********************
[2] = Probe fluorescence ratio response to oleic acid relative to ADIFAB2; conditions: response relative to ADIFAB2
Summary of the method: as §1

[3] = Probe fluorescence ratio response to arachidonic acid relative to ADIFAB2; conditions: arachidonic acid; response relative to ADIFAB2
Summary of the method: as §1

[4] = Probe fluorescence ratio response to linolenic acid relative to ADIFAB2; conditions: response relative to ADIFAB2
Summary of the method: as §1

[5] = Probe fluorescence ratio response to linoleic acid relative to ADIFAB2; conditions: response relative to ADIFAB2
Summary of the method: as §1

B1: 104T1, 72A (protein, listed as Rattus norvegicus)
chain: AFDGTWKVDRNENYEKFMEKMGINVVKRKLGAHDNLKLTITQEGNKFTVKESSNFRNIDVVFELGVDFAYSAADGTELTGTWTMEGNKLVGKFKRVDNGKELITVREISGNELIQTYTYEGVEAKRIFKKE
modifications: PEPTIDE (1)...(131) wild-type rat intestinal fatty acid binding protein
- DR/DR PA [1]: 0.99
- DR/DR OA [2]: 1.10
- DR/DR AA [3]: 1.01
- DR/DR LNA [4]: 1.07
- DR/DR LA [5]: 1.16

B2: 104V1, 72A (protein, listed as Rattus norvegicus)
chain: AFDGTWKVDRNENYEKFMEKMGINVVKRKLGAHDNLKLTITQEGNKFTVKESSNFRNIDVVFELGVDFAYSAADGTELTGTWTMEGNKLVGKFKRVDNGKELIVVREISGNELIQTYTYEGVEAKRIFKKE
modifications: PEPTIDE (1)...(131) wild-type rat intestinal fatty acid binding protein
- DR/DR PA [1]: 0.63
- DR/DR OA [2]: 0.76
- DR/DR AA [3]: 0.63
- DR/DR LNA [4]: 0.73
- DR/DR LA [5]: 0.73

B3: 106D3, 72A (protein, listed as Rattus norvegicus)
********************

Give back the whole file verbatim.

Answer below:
[2] = Probe fluorescence ratio response to oleic acid relative to ADIFAB2; conditions: response relative to ADIFAB2
Summary of the method: as §1

[3] = Probe fluorescence ratio response to arachidonic acid relative to ADIFAB2; conditions: arachidonic acid; response relative to ADIFAB2
Summary of the method: as §1

[4] = Probe fluorescence ratio response to linolenic acid relative to ADIFAB2; conditions: response relative to ADIFAB2
Summary of the method: as §1

[5] = Probe fluorescence ratio response to linoleic acid relative to ADIFAB2; conditions: response relative to ADIFAB2
Summary of the method: as §1

B1: 104T1, 72A (protein, listed as Rattus norvegicus)
chain: AFDGTWKVDRNENYEKFMEKMGINVVKRKLGAHDNLKLTITQEGNKFTVKESSNFRNIDVVFELGVDFAYSAADGTELTGTWTMEGNKLVGKFKRVDNGKELITVREISGNELIQTYTYEGVEAKRIFKKE
modifications: PEPTIDE (1)...(131) wild-type rat intestinal fatty acid binding protein
- DR/DR PA [1]: 0.99
- DR/DR OA [2]: 1.10
- DR/DR AA [3]: 1.01
- DR/DR LNA [4]: 1.07
- DR/DR LA [5]: 1.16

B2: 104V1, 72A (protein, listed as Rattus norvegicus)
chain: AFDGTWKVDRNENYEKFMEKMGINVVKRKLGAHDNLKLTITQEGNKFTVKESSNFRNIDVVFELGVDFAYSAADGTELTGTWTMEGNKLVGKFKRVDNGKELIVVREISGNELIQTYTYEGVEAKRIFKKE
modifications: PEPTIDE (1)...(131) wild-type rat intestinal fatty acid binding protein
- DR/DR PA [1]: 0.63
- DR/DR OA [2]: 0.76
- DR/DR AA [3]: 0.63
- DR/DR LNA [4]: 0.73
- DR/DR LA [5]: 0.73

B3: 106D3, 72A (protein, listed as Rattus norvegicus)